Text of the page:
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Wednesday, September 20, 2000

Play Fair With Immigrant Drivers

Seven years ago, when anti-immigrant sentiment ran high in California, the Legislature passed a law requiring driver's license applicants to provide a Social Security number and proof of legal U.S. residency. Then-Gov. Pete Wilson and the sponsors of the bill simplistically and falsely reasoned that denying a driver's license would not only deter illegal immigrants from driving but would push some of them back home. Actually, the law sent thousands of unlicensed, uninsured, untrained and untested drivers onto California's roads and streets.

Now, Gov. Gray Davis has an opportunity to correct that mistake by signing AB 1463. This bill, which passed the Legislature by a substantial margin in both houses, would allow immigrants who are officially seeking legal residency to apply for a California driver's license.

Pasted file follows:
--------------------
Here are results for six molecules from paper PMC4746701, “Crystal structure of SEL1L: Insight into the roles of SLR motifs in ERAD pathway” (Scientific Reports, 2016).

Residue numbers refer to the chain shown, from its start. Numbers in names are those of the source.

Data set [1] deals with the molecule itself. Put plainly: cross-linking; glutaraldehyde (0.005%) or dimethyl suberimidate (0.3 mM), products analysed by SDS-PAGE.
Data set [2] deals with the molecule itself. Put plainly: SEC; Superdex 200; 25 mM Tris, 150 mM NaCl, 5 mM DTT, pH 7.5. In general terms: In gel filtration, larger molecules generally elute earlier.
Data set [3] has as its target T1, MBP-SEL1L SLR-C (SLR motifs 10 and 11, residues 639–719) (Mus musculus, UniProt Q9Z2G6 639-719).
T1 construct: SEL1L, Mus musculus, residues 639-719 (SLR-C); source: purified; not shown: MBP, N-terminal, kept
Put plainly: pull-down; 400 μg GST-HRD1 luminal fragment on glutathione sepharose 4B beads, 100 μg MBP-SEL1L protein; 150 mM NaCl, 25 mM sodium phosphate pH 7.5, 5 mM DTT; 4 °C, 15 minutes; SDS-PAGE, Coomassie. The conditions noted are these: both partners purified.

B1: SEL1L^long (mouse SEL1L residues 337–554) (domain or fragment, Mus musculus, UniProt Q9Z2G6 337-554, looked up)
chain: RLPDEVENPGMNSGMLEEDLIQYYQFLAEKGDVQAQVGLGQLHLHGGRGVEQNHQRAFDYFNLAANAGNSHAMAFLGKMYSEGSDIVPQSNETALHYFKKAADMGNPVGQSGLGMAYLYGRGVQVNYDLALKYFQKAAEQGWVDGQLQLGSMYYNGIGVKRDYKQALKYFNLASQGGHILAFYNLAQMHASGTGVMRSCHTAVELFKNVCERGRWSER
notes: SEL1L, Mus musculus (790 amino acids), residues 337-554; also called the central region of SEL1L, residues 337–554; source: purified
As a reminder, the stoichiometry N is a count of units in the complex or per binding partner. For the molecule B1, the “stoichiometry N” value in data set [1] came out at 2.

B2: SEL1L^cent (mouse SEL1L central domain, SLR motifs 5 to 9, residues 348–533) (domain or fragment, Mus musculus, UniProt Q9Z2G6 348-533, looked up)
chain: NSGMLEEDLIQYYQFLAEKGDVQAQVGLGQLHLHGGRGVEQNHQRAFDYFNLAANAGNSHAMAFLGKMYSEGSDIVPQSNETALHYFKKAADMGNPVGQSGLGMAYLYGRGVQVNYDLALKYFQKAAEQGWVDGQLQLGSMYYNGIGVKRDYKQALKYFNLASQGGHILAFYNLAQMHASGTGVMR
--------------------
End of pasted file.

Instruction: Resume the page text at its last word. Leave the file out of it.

A driver's license attests that a person has demonstrated a certain level of skill and knowledge. Also of importance are the requirements that drivers be licensed to obtain insurance and that proof of insurance be provided to register a vehicle. California's Department of Insurance estimates that more than 20% of the cars driven in the state are uninsured; the figure rises to 40% in poor immigrant communities. In 1997, 32% of motorists in Los Angeles County were uninsured. The cost of uninsured drivers is paid by those who do have insurance, in the form of high uninsured driver premiums, and by taxpayers, who bear the medical and other social welfare costs of uninsured drivers who are hurt in accidents.

AB 1463 would affect many thousands in California who have applied for legal residency. Davis, with his signature, can help make them licensed, insured--and probably safer--drivers.